Mr. Speaker: Order. The House should allow the Secretary of State to answer.

Mr. Hain: I was asked about the business endorsements in Wales that I gave as Secretary of State. I am proud to visit companies, whether manufacturers such as General Dynamics, construction companies such as Cuddy’s, or financial companies such as Picture Financial, which create more jobs. I have often accepted invitations from hon. Members who represent Welsh constituencies. It is right that the Secretary of State for Wales gives his support to the growth and success of Welsh business.

Let me give the hon. Lady a quote:

The CBI Wales director, David Rosser, made that statement only a month ago, speaking from Wales.

Mrs. Gillan: In the light of the Secretary of State’s enthusiasm, will he arrange for the publication of all exchanges with the permanent secretary responsible for the Wales Office that relate to his dealings with businesses, especially those that he has endorsed, so that we can reassure manufacturing business that his Department is both competent and free of bias?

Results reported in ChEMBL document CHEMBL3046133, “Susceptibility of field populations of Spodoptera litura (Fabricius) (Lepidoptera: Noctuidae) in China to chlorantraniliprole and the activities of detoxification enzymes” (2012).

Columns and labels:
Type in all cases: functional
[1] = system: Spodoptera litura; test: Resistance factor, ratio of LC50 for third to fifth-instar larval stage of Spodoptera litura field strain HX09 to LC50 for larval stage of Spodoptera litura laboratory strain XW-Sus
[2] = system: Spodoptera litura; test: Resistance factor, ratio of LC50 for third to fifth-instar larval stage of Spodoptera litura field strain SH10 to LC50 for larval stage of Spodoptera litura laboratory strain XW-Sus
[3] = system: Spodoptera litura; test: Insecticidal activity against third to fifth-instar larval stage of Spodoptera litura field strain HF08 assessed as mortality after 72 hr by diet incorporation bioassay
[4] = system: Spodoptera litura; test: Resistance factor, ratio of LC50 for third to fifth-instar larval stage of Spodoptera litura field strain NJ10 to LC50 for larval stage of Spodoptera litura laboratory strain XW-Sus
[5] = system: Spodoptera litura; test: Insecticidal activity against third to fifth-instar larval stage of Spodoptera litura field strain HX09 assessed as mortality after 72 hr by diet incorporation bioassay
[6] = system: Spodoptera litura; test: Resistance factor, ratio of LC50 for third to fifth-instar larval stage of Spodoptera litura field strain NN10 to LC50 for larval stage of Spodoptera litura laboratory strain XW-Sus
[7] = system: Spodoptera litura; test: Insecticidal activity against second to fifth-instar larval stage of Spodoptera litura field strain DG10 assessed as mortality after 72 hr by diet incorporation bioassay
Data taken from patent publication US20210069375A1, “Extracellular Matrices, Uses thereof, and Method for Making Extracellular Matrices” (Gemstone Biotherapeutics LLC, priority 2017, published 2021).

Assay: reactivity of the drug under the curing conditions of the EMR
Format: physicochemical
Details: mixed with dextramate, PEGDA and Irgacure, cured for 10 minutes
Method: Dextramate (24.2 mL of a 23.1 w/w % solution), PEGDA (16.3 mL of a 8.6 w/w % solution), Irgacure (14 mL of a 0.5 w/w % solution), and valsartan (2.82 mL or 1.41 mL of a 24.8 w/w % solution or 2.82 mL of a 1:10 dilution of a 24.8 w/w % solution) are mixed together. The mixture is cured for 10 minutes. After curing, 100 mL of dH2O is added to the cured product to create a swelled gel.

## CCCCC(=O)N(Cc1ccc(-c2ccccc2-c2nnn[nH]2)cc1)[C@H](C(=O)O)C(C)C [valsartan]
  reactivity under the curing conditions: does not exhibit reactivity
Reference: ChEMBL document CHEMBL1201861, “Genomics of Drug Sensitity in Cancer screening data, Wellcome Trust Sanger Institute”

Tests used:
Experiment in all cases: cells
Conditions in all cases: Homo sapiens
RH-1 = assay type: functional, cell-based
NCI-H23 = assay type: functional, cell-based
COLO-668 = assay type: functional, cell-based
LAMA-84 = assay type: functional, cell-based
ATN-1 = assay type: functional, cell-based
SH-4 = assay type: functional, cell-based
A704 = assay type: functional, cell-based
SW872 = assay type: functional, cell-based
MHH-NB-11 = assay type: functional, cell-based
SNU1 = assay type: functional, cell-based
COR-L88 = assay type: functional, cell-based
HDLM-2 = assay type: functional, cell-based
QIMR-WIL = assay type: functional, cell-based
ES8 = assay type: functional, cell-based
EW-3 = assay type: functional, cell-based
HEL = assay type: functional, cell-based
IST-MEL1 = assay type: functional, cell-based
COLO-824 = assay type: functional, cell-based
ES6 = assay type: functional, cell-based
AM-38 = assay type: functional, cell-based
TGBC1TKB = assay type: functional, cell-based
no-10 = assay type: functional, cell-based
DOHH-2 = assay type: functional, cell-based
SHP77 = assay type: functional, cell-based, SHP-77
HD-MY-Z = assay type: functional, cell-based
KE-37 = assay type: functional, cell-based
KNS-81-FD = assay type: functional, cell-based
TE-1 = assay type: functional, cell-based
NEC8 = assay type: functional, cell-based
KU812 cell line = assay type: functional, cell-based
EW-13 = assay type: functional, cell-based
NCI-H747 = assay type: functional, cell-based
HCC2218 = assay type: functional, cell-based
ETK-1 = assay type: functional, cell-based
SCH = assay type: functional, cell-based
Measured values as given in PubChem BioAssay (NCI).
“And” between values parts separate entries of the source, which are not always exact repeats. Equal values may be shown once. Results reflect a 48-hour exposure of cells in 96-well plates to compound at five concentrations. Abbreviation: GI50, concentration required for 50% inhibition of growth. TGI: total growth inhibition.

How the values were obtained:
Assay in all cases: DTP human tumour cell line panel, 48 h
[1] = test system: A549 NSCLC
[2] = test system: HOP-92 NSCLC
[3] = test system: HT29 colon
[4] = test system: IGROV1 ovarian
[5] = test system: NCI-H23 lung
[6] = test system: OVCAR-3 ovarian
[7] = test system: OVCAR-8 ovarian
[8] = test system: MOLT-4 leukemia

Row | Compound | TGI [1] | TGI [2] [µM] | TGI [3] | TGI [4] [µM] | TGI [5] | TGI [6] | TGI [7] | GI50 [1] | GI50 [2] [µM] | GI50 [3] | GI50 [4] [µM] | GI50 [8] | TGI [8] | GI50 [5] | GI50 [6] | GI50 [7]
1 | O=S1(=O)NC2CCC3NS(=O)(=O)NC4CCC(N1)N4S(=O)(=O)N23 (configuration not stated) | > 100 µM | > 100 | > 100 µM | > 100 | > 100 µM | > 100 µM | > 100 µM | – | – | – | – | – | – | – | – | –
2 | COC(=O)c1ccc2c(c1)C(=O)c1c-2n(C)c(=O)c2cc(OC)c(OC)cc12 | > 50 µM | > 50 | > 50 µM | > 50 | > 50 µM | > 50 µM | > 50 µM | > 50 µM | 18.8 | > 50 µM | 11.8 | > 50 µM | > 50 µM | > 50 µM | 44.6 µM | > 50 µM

Mr. Hain: Let me say this to the hon. Lady: if she were doing my job, which she wants to do, I would perceive it as her duty to accept invitations from successful Welsh businesses—manufacturers and others—to give them support. Why is she attacking that?

She should applaud the statement that,

It was made by Professor Dylan Jones-Evans, the director of the national entrepreneurship observatory for Wales and Conservative candidate for Clwyd, West in last year’s Assembly elections.

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Nia Griffith (Llanelli) (Lab): I compliment my right hon. Friend on his effective liaison with colleagues in the Welsh Assembly Government. What discussions has he had with Welsh Assembly Government colleagues about using the framework powers in the Education and Skills Bill to redress the gender imbalance and encourage more young women to take up apprenticeships and careers in manufacturing?

Mr. Hain: As my hon. Friend knows, we have had regular discussions—I with the First Minister and others with the Welsh Assembly Government—about the Bill. She is right: it is essential that we get more young women especially into apprenticeships. I remember visiting a training centre in the constituency of my right hon. Friend the Member for Islwyn (Mr. Touhig), where I had a discussion with a training official who was trying to persuade young girls to switch from hairdressing into plumbing, making it clear that it offered more opportunities for flexible working and greater wealth. [ Interruption. ] Conservative Members are decrying the opportunities for young women in Wales that this Labour Government are providing, when they should be supporting them.

Local Government Funding